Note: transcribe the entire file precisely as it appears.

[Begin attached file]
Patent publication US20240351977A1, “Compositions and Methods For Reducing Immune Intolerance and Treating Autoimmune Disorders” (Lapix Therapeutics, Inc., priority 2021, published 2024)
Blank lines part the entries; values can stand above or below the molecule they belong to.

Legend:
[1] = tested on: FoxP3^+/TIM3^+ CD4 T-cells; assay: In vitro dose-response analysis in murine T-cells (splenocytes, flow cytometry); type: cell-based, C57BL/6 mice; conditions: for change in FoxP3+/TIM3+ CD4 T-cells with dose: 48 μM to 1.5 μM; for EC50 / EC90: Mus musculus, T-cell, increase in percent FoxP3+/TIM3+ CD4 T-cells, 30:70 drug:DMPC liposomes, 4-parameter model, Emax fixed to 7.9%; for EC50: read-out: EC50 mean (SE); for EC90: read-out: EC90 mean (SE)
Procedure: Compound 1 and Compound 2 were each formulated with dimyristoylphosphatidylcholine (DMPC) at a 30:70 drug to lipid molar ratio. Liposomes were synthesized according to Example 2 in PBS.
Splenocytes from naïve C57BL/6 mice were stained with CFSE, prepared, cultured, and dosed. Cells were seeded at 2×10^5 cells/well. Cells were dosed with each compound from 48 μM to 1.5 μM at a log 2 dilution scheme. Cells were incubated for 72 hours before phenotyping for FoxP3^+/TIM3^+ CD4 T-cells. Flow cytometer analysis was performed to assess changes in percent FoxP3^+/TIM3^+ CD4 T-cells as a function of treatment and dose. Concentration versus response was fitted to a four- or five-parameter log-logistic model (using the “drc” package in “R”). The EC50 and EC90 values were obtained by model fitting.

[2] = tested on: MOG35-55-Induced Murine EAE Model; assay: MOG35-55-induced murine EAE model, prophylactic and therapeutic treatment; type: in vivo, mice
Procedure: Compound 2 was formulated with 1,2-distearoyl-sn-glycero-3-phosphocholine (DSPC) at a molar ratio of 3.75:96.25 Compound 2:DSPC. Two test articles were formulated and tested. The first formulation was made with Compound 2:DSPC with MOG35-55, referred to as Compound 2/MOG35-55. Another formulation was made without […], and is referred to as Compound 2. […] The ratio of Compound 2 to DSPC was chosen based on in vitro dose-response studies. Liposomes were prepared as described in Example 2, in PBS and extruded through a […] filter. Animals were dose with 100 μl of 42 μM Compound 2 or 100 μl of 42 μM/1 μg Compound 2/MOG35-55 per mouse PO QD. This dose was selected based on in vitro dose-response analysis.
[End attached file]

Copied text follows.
Patent publication US20240351977A1, “Compositions and Methods For Reducing Immune Intolerance and Treating Autoimmune Disorders” (Lapix Therapeutics, Inc., priority 2021, published 2024)
Blank lines part the entries; values can stand above or below the molecule they belong to.

Legend:
[1] = tested on: FoxP3^+/TIM3^+ CD4 T-cells; assay: In vitro dose-response analysis in murine T-cells (splenocytes, flow cytometry); type: cell-based, C57BL/6 mice; conditions: for change in FoxP3+/TIM3+ CD4 T-cells with dose: 48 μM to 1.5 μM; for EC50 / EC90: Mus musculus, T-cell, increase in percent FoxP3+/TIM3+ CD4 T-cells, 30:70 drug:DMPC liposomes, 4-parameter model, Emax fixed to 7.9%; for EC50: read-out: EC50 mean (SE); for EC90: read-out: EC90 mean (SE)
Procedure: Compound 1 and Compound 2 were each formulated with dimyristoylphosphatidylcholine (DMPC) at a 30:70 drug to lipid molar ratio. Liposomes were synthesized according to Example 2 in PBS.
Splenocytes from naïve C57BL/6 mice were stained with CFSE, prepared, cultured, and dosed. Cells were seeded at 2×10^5 cells/well. Cells were dosed with each compound from 48 μM to 1.5 μM at a log 2 dilution scheme. Cells were incubated for 72 hours before phenotyping for FoxP3^+/TIM3^+ CD4 T-cells. Flow cytometer analysis was performed to assess changes in percent FoxP3^+/TIM3^+ CD4 T-cells as a function of treatment and dose. Concentration versus response was fitted to a four- or five-parameter log-logistic model (using the “drc” package in “R”). The EC50 and EC90 values were obtained by model fitting.

[2] = tested on: MOG35-55-Induced Murine EAE Model; assay: MOG35-55-induced murine EAE model, prophylactic and therapeutic treatment; type: in vivo, mice
Procedure: Compound 2 was formulated with 1,2-distearoyl-sn-glycero-3-phosphocholine (DSPC) at a molar ratio of 3.75:96.25 Compound 2:DSPC. Two test articles were formulated and tested. The first formulation was made with Compound 2:DSPC with MOG35-55, referred to as Compound 2/MOG35-55. Another formulation was made without […], and is referred to as Compound 2. […] The ratio of Compound 2 to DSPC was chosen based on in vitro dose-response studies. Liposomes were prepared as described in Example 2, in PBS and extruded through a […] filter. Animals were dose with 100 μl of 42 μM Compound 2 or 100 μl of 42 μM/1 μg Compound 2/MOG35-55 per mouse PO QD. This dose was selected based on in vitro dose-response analysis.